Writer seeks vengeance on terrible Nic Cage film
I'd like to preface this review with the foreknowledge that several people will read this with a view of cynical pragmatism regarding the first "Ghost Rider" film. I've fought tooth and nail for weeks to defend my own personal excitement of "Ghost Rider: Spirit of Vengeance" from the formulaic claim of "the first one sucked, how is this so different?"
Forgive my willingness to think people can actually learn from their mistakes, but I still believe that a supernatural vigilante action film directed by the directors of the insanely inventive "Crank" series, with a script initially written by David S. Goyer, had the potential to be a fantastic action movie, something made clearly evident as the film progresses. Unfortunately, despite out doing its predecessor – which is admittedly not a very difficult feat – "Ghost Rider: Spirit of Vengeance" delivers an overall product that is extremely hollow.
In the vein of "The Incredible Hulk," "Spirit of Vengeance" is a loose sequel, tying into only basic plot threads of 2007's "Ghost Rider." Nicholas Cage reprises his role as former motorbike dare devil Johnny Blaze, who has since found himself wandering Europe, looking for a means of removing the curse placed on him by a devil, which transforms him into a bloodthirsty spirit of vengeance in the presence of sin. Blaze is approached by Moreua (played by Idris Elba), a monk who seeks out Johnny's services as the Ghost Rider in order to protect Danny, a boy being pursued by a devil as a means of transferring his soul onto Earth.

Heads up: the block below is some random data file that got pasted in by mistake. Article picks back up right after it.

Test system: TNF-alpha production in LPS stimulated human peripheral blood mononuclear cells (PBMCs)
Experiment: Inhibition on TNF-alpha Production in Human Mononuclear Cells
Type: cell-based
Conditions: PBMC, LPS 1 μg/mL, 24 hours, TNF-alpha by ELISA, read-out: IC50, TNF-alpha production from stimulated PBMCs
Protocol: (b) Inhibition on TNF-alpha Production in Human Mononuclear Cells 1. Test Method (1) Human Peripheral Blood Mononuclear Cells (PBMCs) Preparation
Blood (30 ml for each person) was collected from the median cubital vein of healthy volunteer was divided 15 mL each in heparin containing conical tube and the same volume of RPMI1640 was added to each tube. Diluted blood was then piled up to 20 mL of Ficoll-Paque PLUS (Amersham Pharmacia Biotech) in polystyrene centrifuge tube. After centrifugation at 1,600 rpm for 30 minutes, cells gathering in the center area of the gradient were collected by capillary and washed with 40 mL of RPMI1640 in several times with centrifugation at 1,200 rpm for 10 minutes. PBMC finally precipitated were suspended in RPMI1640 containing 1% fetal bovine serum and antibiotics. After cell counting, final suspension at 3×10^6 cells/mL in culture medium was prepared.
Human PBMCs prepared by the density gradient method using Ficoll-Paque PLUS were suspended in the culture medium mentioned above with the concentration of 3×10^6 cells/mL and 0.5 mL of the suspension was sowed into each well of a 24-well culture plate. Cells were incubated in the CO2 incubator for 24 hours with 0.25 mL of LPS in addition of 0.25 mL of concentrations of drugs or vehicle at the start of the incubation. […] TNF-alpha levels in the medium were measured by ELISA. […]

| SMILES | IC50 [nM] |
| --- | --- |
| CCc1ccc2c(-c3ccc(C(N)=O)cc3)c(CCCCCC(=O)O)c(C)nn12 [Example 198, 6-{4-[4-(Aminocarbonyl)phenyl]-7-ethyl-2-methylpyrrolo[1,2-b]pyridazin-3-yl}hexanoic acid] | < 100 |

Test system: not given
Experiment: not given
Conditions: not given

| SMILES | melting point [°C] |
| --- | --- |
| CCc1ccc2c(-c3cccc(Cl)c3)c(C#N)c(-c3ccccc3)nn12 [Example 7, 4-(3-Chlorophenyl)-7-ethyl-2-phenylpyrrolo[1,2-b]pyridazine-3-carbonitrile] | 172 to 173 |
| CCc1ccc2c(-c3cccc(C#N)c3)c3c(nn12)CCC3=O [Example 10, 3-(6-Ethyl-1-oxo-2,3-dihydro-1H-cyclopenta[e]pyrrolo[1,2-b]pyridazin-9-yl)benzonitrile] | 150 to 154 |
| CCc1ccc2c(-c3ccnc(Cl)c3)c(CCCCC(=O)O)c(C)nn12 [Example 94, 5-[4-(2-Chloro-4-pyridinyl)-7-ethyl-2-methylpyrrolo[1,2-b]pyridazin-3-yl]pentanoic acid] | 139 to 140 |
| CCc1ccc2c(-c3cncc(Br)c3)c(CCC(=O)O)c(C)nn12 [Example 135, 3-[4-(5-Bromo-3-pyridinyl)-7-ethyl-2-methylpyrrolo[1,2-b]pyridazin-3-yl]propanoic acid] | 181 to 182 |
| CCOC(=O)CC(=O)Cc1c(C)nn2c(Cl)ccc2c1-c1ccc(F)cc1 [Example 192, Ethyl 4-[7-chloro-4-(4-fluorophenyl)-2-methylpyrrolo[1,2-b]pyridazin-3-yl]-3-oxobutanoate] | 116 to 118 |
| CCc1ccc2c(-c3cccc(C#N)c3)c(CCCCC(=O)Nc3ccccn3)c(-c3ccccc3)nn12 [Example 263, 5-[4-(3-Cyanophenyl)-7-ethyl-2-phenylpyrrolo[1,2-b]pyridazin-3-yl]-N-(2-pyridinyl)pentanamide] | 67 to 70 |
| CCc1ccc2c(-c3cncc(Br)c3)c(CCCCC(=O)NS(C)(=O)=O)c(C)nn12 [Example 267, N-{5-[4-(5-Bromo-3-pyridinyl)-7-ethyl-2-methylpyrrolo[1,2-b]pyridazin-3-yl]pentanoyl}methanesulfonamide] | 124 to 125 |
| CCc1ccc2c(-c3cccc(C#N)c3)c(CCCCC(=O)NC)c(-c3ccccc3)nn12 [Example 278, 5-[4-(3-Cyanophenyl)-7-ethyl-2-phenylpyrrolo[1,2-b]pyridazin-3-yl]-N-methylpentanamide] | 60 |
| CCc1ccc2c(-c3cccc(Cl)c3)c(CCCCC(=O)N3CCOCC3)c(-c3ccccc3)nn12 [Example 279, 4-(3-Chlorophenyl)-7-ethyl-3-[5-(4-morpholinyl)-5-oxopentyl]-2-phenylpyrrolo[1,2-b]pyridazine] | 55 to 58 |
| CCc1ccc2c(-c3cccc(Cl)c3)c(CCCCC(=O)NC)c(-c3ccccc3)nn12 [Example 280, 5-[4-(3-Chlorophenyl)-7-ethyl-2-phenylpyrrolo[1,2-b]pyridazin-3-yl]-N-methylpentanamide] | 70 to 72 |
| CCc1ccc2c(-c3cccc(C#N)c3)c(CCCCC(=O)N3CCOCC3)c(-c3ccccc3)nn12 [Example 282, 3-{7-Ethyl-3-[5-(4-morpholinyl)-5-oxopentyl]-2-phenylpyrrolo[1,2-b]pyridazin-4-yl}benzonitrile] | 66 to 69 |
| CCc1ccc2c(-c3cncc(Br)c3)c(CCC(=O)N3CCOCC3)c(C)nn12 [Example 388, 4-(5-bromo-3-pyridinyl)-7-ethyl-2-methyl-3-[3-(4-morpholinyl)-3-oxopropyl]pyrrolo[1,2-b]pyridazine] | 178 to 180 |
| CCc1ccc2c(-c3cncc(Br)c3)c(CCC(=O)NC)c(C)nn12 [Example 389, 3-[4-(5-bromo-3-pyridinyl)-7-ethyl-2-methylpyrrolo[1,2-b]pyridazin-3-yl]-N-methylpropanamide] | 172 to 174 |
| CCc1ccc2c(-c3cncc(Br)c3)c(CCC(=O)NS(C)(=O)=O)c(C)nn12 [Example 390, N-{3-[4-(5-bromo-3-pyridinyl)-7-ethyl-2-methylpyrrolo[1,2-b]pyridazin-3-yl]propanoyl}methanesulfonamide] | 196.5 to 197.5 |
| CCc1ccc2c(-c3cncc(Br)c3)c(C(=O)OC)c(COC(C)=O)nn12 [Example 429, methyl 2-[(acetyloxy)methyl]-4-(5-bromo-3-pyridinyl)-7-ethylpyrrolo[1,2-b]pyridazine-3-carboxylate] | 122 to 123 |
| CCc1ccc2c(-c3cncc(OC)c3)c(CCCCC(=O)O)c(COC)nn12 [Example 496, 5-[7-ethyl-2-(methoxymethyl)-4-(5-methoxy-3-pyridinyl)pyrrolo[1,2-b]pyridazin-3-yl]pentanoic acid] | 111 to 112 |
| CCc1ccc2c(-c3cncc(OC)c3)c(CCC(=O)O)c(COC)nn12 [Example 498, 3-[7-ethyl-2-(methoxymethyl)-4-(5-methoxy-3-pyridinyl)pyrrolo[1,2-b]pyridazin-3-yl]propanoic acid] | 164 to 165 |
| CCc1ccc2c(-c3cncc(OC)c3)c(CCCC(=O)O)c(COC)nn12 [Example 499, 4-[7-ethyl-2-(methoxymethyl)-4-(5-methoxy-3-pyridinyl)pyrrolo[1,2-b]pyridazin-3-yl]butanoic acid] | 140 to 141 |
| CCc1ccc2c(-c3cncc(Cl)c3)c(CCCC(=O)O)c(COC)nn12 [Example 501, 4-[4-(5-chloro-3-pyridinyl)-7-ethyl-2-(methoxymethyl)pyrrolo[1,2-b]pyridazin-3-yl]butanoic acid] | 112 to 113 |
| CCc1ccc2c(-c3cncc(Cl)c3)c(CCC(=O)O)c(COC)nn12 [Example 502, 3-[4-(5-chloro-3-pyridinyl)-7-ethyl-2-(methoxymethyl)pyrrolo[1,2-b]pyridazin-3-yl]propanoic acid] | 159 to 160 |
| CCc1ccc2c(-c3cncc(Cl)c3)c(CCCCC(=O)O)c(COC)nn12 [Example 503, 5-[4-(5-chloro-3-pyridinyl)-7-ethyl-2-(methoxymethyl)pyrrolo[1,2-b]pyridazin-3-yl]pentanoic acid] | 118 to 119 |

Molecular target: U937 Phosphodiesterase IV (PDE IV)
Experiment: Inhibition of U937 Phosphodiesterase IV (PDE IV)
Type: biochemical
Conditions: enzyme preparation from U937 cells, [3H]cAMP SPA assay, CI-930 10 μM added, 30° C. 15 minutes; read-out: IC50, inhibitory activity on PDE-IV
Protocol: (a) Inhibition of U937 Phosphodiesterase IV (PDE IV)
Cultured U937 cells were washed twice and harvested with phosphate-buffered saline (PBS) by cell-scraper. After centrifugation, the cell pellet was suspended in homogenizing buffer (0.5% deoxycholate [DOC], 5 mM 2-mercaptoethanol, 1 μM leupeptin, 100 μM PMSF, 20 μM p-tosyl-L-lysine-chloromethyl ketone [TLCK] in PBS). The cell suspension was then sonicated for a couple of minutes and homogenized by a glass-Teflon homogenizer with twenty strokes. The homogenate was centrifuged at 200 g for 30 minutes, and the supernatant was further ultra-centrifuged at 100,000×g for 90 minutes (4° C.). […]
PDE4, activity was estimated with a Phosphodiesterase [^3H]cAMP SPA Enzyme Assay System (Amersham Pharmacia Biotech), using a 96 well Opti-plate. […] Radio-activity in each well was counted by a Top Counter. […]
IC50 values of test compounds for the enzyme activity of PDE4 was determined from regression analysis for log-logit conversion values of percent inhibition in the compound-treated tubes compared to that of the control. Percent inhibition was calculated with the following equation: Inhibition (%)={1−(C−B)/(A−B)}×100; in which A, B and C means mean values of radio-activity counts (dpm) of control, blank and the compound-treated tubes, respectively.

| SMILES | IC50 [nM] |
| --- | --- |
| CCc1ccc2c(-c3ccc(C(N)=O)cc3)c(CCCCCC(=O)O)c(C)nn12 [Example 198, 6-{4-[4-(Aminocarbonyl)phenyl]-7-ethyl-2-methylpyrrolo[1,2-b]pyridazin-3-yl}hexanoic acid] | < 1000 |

The film starts off with a bang, quickly achieving the status of what the first film should have tried to be. Idris Elba's charisma steals the show, and even Cage puts real effort into his role, showing more believable intensity in a single scene than he did throughout the entirety of the first film. Even the first appearance of the titular hero himself is somewhat impressive.
There's a bit of a mischievous bend to the Rider this time around. He seems to let his presence speak for him while he rocks himself back and forth menacingly waiting for the first thug of a group to attack. Sadly, it is when the actual fight begins that things go downhill. Despite all of the great build up, when push comes to shove, the action in this movie is just flat out dull. Ghost Rider himself has a terrific arsenal of powers to put on a spectacular show, yet he spends half of his time in almost every fight holding his opponents face and mugging them down until he just sets them on fire with his touch.
After the first 40 minutes or so, the movie awkwardly slows down to a crawl. The entire second act of the film is a showcase of everything that could have and has indeed gone wrong with it. The acting on behalf of the villains is awful. Johnny Whitworth as henchman Blackout loses all of his civilian charisma once he gains his powers and Ciarán Hinds as the devil, Roarke, is just plain terrible. He gives a performance that is somehow more laughably bad than Cage's inconsistent acting, which ranges from completely chewing the scenery to the lazy ‘mumbling intensely' method that he has come under fire for so much recently.
There are plenty of bad movies that I've seen recently, but "Ghost Rider: Spirit of Vengeance" is the first movie in a while to just break my heart. Sprinkled throughout the film are moments filled to the brink with potential and the final action/chase sequence is straight out of a "Ghost Rider" movie that I would die to see. I can only hope that sometime in the distant future, this character can be dug up again and done right. Unfortunately, the unlikely prospect of that happening doesn't change the fact that "Spirit of Vengeance" is just bad.
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